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Richard Caplan’s seminal book, Measuring Peace, offers objective indicators of how to measure peace. Caplan seeks to answer amongst other things: How can we know if the peace that has been established following a civil war is stable? And if peace is achieved, will there be a relapse? His research focuses on the international community’s efforts to spend billions of dollars and deploy thousands of personnel each year in support of efforts to initiate peace in countries embroiled in or emerging from violent conflict.

Keeping in mind the many questions Caplan seeks to answer, one is compelled to think and wonder about the aftermath of large-scale violence, especially the impact on human social interaction. Which, in other words, would translate to study the reconciliation between people in post-conflict situations. Using the human social interaction as a lens of interpretation one might be enabled to highlight and possibly offer insights as to how one can accelerate the process of building and keeping sustainable peace.

Furthermore, Caplan shares three key concepts which form the cornerstone of peace: stability, security, and resilience. Additionally, Caplan acknowledges the political constraints which obstruct measurements of peace. One might go to the extent to suggest that such interference is questionable and buttress this using the Westphalia State model of the sovereignty of states. However, a straightforward rebuttal to that would be the international state responsibility and the responsibility to protect (R2P) which is a global commitment endorsed by all member states of the United Nations. R2P aims to address four key concerns: prevent genocide, war crimes, ethnic cleansing, and crimes against humanity. The ‘key concerns,’ to some extent might also be important thresholds to accept or imagine third-party intervention. Caplan highlights the causes of conflict and one of the causes is geography. According to the author, geography forms the bedrock and core reason for almost all international legal disputes.

One such case is that of Cyprus. After the British decolonization process and after the Zurich Agreement, Cyprus became an independent Republic. Once the Constitution was signed, the United Kingdom transferred land sovereignty to the two parties of the island, thus the Republic of Cyprus was born. As per the Agreement, Greece and Turkey were named guarantor states. However, peace amongst Turkish and Greek Cypriots did not last long. In 1963, due to an armed attack by Greek Cypriots, the Republic came to an end. After this breakaway, Turkish Cypriots began to set up their administration that managed their affairs. Third-party intervention in the form of the UN Peacekeeping troops took charge in Cyprus in 1964. In retaliation, by 1974, Greece deployed 20,000 troops to Cyprus.

Presently, the UN Peacekeeping Force in Cyprus (UNFICYP) maintains a buffer zone between the two. This zone is commonly known as the “Green Line.” The demarcation not only serves as a scar but it has become a way of life. In an attempt to justify its actions, Turkey held that its acts were in line with the Treaty of Guarantee. From a legal perspective, it has been argued that the choice of wording in Article 4 of the Treaty of Guarantee and particularly the word “action” does not authorize the use of force. Even if Article 4 was to be construed as authorizing the use of force, it is inconsistent with Article 2(4) of the UN Charter. The Treaty of Guarantee cannot take precedence over the UN Charter. Specifically, under Article 103 of the UN Charter, the Treaty of Guarantee is rendered void ab initio.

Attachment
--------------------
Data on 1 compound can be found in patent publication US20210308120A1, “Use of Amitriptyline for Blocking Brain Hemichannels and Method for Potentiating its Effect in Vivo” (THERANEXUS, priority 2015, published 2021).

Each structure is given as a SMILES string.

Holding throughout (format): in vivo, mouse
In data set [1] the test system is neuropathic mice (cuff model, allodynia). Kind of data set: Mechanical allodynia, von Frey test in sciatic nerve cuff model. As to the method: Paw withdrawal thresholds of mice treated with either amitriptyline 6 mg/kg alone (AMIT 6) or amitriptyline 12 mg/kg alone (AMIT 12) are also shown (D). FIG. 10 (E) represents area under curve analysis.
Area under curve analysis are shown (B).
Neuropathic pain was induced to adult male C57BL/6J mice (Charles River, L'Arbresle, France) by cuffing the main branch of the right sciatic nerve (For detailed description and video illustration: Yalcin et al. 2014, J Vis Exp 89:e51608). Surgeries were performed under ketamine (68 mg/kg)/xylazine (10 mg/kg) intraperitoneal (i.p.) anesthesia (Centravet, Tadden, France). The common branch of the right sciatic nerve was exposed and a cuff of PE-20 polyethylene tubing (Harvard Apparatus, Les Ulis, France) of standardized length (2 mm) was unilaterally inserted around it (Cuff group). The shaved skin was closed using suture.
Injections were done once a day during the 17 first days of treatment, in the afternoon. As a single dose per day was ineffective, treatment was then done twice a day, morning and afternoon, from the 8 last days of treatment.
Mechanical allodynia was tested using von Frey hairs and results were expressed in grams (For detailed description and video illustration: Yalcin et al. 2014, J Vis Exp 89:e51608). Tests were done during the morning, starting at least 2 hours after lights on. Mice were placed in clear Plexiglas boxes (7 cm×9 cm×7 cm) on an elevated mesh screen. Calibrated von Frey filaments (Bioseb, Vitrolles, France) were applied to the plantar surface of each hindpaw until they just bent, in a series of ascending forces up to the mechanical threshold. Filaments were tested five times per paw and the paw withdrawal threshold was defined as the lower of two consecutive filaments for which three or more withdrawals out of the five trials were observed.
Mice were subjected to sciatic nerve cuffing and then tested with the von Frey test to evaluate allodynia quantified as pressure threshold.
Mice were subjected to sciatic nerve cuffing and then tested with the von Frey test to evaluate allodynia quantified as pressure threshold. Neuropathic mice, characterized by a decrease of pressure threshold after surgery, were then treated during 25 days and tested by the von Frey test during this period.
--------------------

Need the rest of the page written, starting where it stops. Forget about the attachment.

The core disputes between Turkish and Greek Cypriots have survived to this day. The UNFICYP has made progress in its primary task of preventing inter-communal war. Thereby achieving peacekeeping. Moreover, the UNFICYP has also made a substantial contribution in maintaining peace and security and “normalization” of conditions between communities. In these respects, the United Nations has defined the UNFICYP as a “successful” peacekeeping operation.

In an attempt to make a thorough assessment of the effectiveness of the UNFICYP, one must focus on the mandate of the UNFICYP. Under the mandate, the mission must prevent a recurrence of fighting, contribute to the maintenance and restoration of law and order, and, contribute to a return to normal conditions. To the last point, one could add that, any hope of a return to status quo antebellum is futile, thus settling is the only way to return to any resemblance of normal conditions on the island. In this regard, the role and mandate of the UNFICYP have been naturally oriented for “returning to normal conditions.” And, this is the sole area, which the UNFICYP knows very well that its main effectiveness could be felt in the daily life of both communities.

To conclude, one can note that Caplan acknowledges the lack of an international measurement to measure or even assess peace and elaborates on that by focusing on the point that the third party settlements such as those of the United Nations are motivated by output and not the outcome. In the end, one is left to imagine and re-imagine when will nations rid themselves of the scaffoldings of peace?

Ankit Malhotra is reading Law at Jindal Global Law School and is the President of the Jindal Society of International Law.